Black voters file federal lawsuit against Mississippi prosecutor

Four black voters and a branch of the NAACP are suing a Mississippi prosecutor, asking a federal judge to order him to stop excluding African Americans from juries.

The lawsuit, filed Monday in federal court in Greenville, alleges District Attorney Doug Evans excludes black citizens from juries at a rate disproportionate to whites.

The suit builds off an analysis of strikes by Evans’ office in a seven-county rural district in north Mississippi. That analysis by American Public Media’s “In the Dark” podcast was part of a series of episodes questioning the guilt of Curtis Flowers.

The U.S. Supreme Court in June overturned Flowers’ conviction in the killing of four people in a Winona furniture store in 1996, finding racial bias in jury selection. Evans has tried Flowers six times.

Saturday, December 01, 2018

Democrat Mike Espy files to run for Senate in 2020

Democrat Mike Espy appears to be gunning for a rematch in his bid for Senate in Mississippi.

The former agriculture secretary and congressman filed paperwork with the Federal Election Commission on Friday declaring his intention to run for Senate in 2020.

The filing comes just three days after he was defeated by Sen. Cindy Hyde-Smith (R-Miss.) in a heated runoff election. A spokesperson for Espy's campaign did not immediately respond to The Hill's request for comment.

Hyde-Smith, who was appointed earlier this year to replace former Sen. Thad Cochran (R-Miss.) in the chamber, beat Espy on Tuesday by roughly 8 points.

Because Hyde-Smith was appointed this year and elected in a special election, she will face reelection again at the end of Cochran's term in 2020 when she's expected to seek her first full term in the Senate.


Friday, December 08, 2017

Bennie Thompson and John Lewis Will Not Attend Mississippi Museums' Opening

U.S. Representatives Bennie G. Thompson, D-Miss., and John Lewis, D-Ga., will not attend the grand opening of the Museum of Mississippi History and the Mississippi Civil Rights Museum in protest of Donald Trump making an appearance at the ceremonies. The two released the following joint press release:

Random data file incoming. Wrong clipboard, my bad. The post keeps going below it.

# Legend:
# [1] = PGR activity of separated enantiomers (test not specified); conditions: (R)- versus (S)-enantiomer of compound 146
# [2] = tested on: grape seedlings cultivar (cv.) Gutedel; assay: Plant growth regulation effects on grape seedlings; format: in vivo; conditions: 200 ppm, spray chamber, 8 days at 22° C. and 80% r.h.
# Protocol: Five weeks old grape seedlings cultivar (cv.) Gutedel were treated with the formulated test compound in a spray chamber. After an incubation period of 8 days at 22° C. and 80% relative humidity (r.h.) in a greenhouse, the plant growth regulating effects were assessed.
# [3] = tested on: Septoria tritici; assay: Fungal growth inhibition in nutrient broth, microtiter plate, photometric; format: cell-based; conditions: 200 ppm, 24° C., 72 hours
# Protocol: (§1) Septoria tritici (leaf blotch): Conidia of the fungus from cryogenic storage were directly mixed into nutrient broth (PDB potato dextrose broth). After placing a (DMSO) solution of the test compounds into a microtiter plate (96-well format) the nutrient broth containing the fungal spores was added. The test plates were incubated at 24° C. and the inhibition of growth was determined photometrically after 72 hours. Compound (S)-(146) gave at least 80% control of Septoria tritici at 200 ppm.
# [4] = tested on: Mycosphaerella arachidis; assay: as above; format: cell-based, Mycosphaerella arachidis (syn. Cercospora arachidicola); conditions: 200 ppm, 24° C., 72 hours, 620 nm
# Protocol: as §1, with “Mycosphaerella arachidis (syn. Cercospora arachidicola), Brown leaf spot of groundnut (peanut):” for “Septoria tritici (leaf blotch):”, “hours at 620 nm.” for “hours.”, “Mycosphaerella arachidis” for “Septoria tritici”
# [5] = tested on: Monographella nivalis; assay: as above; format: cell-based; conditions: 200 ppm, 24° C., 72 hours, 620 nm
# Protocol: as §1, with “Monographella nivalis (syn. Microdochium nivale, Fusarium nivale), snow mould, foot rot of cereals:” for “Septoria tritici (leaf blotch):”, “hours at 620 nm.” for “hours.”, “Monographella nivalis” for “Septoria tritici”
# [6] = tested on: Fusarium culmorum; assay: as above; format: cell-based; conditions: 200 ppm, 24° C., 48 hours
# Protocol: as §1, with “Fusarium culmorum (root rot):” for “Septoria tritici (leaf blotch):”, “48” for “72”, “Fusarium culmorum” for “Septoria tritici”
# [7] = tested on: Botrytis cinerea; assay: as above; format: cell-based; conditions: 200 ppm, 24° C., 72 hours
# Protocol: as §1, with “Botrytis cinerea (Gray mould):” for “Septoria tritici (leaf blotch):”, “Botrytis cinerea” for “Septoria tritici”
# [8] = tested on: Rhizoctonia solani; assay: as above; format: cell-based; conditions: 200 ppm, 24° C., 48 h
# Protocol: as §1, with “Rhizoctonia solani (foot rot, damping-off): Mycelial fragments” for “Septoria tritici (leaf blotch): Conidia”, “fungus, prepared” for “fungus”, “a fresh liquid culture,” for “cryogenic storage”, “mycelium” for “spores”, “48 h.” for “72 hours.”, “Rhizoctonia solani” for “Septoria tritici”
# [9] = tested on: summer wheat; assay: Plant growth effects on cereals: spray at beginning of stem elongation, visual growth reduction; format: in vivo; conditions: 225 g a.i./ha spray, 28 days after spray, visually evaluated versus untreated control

“After careful consideration and conversations with church leaders, elected officials, civil right activists and many citizens of our congressional districts, we have decided not to attend or participate in the opening of the Mississippi Civil Rights Museum.

“President Trump’s attendance and his hurtful policies are an insult to the people portrayed in this civil rights museum. The struggles represented in this museum exemplify the truth of what really happened in Mississippi. President Trump’s disparaging comments about women, the disabled, immigrants and National Football League players disrespect the efforts of Fannie Lou Hamer, Aaron Henry, Medgar Evers, Robert Clark, James Chaney, Andrew Goodman, Michael Schwerner and countless others who have given their all for Mississippi to be a better place.

“After President Trump departs, we encourage all Mississippians and Americans to visit this historic civil rights museum.”

Sunday, July 23, 2017

Black judge removes Mississippi flag with Confederate emblem from courtroom

Carlos Moore made history this week when he took to the bench as the first African-American municipal judge in Clarksdale, Mississippi. Then he made a ruckus.

On his first day on the job, Moore ordered officials to remove the Mississippi state flag from his courtroom, because that flag contains the Confederate emblem in its upper left corner.

"It was such a great feeling to see the police officer drag the despicable flag from the courtroom during open court. Great first day!" the judge posted on Facebook on Monday.

In Moore's eyes, the Mississippi state flag doesn't stand for justice and instead shows the state supports the Confederacy's legacy of slavery, he told WATN-TV in Memphis.

Another factor in Moore's decision was the fact that a lot of the people who will stand before him in court will be African-Americans.

"Most of the people that appear before me will be African-American, and they need to feel that the courtroom is gonna be a place they can get justice," he said. "That flag does not stand for justice."

It isn't the first time Moore has fought the flag. He filed a federal lawsuit seeking an injunction to stop the state from flying the flag and to rule that its design is unconstitutional. But US District Judge Carlton W. Reeves tossed the suit out last year.


Wednesday, November 02, 2016

Black church set on fire & vandalized with "Vote Trump" graffiti